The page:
The Lacey Act and European Timber Regulation (EUTR) are demand-side regulations that govern the inter-state trade of wood products in the United States and the European Union. They hold domestic companies liable for wood that has been illegally harvested, processed, transported or traded even if the crime occurred by foreign entities in foreign countries.
What’s unique about these laws is that they are being used to punish companies that have not been proven to trade in illegal wood products, but fail to demonstrate adequate due diligence procedures during procurement (adequate as interpreted by a court).
For example, in 2018 a British company imported FSC-certified timber that was not proven to be illegal. However, the company was prosecuted for not collecting adequate information with regards to the origin of the material.
Cases like this suggest that the recent enforcement of these laws is not prioritizing the legality (or sustainability) of wood materials, but instead is more heavily focused on increasing the cost of doing business in the tropical wood products industry.
In some instances, it even appears that the institutions championing these laws are creating niche industries by promoting regulations and then selling certification and other services around these regulations.
Additionally, there is no empirical evidence that these laws reduce illegal logging or deforestation. What they definitively do, however, is transfer the costs of forest governance to private enterprises in ways that are immeasurable.
By increasing the costs of doing business in ways that are immeasurable (what is adequate due diligence?), laws such as The Lacey Act and the EUTR risk creating a scenario where investments in forests and forest-based enterprises are perceived as riskier and less profitable than non-forest land uses, primarily agricultural land uses.
A fundamental economic principle of forest conservation is forest net present value (NPV). The basic concept of NPV is this… the decision to manage a unit of land as forest, or other land-use, depends on which land-use generates more cash.
There is a real possibility that the current application of laws such as the Lacey Act and EUTR are destroying demand for tropical wood products, and thus diminishing the net present value of tropical forests.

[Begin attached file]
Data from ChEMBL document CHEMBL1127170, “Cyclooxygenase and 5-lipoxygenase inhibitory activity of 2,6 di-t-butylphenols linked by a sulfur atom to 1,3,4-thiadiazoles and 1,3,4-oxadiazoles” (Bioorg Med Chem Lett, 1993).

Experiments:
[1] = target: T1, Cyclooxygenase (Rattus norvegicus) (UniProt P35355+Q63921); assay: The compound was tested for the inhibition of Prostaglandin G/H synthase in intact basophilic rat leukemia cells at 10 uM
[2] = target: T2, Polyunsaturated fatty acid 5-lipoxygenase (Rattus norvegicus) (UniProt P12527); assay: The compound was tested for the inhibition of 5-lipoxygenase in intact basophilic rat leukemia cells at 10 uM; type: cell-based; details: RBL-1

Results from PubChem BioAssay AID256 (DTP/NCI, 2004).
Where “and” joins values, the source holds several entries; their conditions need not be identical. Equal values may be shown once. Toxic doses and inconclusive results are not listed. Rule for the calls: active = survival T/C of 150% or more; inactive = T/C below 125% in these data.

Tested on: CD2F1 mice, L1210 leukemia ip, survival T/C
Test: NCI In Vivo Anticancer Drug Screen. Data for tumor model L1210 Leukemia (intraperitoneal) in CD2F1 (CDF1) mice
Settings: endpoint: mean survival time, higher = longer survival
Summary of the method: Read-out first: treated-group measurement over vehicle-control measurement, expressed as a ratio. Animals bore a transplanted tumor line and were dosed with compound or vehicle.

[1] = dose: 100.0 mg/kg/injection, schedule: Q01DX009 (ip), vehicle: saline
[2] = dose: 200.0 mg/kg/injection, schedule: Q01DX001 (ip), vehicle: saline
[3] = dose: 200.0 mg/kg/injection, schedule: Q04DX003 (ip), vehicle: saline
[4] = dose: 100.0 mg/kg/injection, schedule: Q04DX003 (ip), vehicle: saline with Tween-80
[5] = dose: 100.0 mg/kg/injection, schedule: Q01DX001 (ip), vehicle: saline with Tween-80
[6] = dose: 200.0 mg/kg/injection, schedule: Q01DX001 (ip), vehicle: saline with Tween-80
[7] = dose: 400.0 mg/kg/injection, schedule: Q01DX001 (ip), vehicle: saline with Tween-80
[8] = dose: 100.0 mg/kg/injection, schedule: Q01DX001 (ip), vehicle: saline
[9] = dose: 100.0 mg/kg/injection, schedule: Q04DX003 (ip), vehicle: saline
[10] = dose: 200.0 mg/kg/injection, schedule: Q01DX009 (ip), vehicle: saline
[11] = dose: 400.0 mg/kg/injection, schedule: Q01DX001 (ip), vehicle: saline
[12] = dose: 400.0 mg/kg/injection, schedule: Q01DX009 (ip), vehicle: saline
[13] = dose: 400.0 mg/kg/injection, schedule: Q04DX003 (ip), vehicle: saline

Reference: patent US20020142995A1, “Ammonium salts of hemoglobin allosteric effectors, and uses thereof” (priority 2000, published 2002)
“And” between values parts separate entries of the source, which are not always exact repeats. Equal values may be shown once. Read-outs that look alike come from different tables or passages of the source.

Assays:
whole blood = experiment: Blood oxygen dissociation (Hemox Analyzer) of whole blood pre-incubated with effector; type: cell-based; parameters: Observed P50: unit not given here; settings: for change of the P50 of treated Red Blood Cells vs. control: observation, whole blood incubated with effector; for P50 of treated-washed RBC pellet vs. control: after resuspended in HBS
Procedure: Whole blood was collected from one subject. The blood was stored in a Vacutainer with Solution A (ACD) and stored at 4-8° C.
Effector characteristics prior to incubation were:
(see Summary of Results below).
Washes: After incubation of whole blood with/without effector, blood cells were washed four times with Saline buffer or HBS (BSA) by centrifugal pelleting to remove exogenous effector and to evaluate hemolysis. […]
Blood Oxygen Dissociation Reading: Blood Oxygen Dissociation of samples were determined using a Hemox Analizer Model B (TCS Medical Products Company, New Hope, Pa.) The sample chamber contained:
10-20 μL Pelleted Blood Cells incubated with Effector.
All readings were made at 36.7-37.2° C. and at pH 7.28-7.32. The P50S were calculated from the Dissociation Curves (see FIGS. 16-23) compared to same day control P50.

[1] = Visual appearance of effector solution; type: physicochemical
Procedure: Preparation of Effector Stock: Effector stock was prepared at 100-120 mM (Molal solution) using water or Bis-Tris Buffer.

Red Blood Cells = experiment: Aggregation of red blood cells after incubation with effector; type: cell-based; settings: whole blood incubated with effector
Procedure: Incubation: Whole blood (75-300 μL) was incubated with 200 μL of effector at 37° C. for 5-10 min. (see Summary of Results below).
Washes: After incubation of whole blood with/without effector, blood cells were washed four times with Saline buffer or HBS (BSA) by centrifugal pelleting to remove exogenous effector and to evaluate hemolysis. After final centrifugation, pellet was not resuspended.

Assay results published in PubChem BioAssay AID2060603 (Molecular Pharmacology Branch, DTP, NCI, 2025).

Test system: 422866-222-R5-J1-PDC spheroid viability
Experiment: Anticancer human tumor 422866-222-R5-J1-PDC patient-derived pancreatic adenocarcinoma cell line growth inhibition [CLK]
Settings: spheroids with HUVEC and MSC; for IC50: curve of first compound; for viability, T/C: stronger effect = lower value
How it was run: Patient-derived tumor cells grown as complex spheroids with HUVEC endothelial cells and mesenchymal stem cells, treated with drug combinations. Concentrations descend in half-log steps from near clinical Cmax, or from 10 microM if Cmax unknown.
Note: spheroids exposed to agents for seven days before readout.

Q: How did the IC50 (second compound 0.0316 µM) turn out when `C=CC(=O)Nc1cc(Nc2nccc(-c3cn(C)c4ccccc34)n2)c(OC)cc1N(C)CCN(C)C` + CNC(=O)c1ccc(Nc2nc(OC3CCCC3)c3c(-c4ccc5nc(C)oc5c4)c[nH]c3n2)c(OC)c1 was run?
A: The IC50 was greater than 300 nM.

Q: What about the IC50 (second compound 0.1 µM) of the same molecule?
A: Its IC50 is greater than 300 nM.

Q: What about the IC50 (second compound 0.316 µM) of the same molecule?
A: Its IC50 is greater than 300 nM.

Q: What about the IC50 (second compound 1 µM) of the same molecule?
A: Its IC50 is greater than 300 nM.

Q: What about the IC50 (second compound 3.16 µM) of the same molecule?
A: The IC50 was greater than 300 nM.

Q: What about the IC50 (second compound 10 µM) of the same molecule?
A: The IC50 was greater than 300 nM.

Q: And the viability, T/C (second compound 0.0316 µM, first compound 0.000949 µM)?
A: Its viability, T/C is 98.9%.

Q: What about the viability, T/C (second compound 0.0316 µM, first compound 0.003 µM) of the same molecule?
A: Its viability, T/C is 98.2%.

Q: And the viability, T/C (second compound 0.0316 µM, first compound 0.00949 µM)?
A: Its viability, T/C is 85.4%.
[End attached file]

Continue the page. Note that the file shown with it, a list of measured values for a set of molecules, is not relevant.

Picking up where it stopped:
In order to avoid a scenario where excessive demand-side regulation destroys demand to the point where it significantly reduces the net present value of tropical forests, three main courses of action should be considered:
1. Instead of creating additional costs, efforts to conserve tropical forests should focus on lowering the costs of doing business for licit forest-based enterprises.
2. Analysis of the effects of demand-side regulations like the Lacey Act and EUTR on tropical forest-cover should be required before further punitive measures are taken against companies that have not been proven to trade in illegal wood.
3. Links between policymakers, NGOs, and funding sources should be made transparent so that civil society can better understand the money flows and potential conflicts of interest with regards to the recent application of these laws.
Not enough is known about the effects of recent applications of demand-side regulations like The Lacey Act and EUTR on tropical forest-cover. But many of the professionals involved in forest management or the commercialization of forest products have witnessed the negative effects that these policies are having on tropical forest product demand and, in turn, tropical forest values.
Maybe it’s time that the organizations guiding the recent applications of these demand-side laws demonstrate their own due diligence practices with respect to the effects that their actions are having on tropical forests? Have they identified and considered the risks of negative externalities like demand destruction on forest values? Do they have strategies in place to mitigate such risks? Is there documentation of such processes?
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